Sam left the Los Angeles area for the dry, desert clime of Phoenix, Arizona. Here, he used his keen intellect to enter the fledgling world of home computers. He developed software and served as a consultant to large companies. Eventually, Sam dealt with a dark pall of clinical depression which he had successfully hidden from his friends. He took his own life in March of 2010.
Thanks to Sam, I have a basement whose walls are adorned with hundreds of color and monochrome photos of all levels of celebrities — each one inscribed with either a generic message or a personal note that references a highlight of our brief interaction. The photo of Alex Trebek holds a special place in my collection. There is another photo that also holds a special place. But, I could never get the subject to sign it for me.
What if Hitchcock got the script for Memento sixty years earlier?
“I can remember in early elementary school when the Russians launched the first satellite. There was still so much unknown about space. People thought Mars was probably populated.” — Christa McAuliffe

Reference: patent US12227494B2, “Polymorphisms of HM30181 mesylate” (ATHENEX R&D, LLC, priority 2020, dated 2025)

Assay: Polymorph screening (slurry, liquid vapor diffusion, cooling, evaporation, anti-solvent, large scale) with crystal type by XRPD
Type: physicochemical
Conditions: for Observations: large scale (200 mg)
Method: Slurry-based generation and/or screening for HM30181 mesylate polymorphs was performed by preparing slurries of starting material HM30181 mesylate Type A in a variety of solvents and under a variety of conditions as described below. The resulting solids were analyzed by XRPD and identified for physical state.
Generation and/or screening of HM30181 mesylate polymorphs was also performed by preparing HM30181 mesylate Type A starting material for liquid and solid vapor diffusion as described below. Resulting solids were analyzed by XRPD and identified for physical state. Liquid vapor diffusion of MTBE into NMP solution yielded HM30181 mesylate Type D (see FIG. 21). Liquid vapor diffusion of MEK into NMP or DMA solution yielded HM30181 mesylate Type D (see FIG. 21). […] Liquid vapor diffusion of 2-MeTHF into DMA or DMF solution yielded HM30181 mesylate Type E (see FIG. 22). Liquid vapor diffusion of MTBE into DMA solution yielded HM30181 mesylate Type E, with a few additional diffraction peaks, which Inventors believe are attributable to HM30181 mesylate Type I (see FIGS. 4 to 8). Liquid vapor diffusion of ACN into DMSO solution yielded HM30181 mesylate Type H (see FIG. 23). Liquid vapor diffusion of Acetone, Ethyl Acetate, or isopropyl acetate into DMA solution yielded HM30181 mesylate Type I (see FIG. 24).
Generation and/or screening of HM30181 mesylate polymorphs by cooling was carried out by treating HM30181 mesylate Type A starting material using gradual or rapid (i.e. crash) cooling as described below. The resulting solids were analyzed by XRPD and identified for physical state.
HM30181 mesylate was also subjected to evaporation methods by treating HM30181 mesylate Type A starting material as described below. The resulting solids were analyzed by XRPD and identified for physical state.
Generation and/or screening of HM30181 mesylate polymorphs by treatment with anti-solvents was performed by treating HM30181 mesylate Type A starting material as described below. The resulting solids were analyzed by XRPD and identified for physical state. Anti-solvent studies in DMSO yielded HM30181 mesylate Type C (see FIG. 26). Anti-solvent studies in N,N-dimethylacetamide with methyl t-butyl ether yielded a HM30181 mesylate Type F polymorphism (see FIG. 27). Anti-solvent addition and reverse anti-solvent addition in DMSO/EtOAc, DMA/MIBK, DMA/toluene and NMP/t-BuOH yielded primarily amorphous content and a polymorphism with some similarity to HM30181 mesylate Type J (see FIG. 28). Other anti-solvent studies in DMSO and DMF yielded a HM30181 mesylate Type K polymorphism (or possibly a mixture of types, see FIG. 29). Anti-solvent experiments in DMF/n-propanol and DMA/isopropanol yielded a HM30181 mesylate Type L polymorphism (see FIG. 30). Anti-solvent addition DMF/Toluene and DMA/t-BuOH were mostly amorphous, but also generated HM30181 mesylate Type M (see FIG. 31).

On July 19, 1985, then Vice President George H. W. Bush announced that 36 year-old Christa McAuliffe had been selected for NASA’s “Teacher in Space” program. According to a NASA official, she exhibited “an infectious enthusiasm.” She took a year off from teaching to train for the prestigious and historic mission. In between training course, she was thrust into “instant celebrity” status, appearing on numerous television shows where she was interviewed about the mission.
On January 28, 1986, Christa boarded Challenger space shuttle with the other six crew members. Seventy-three seconds into its flight, the shuttle broke apart, resulting in the deaths of all aboard.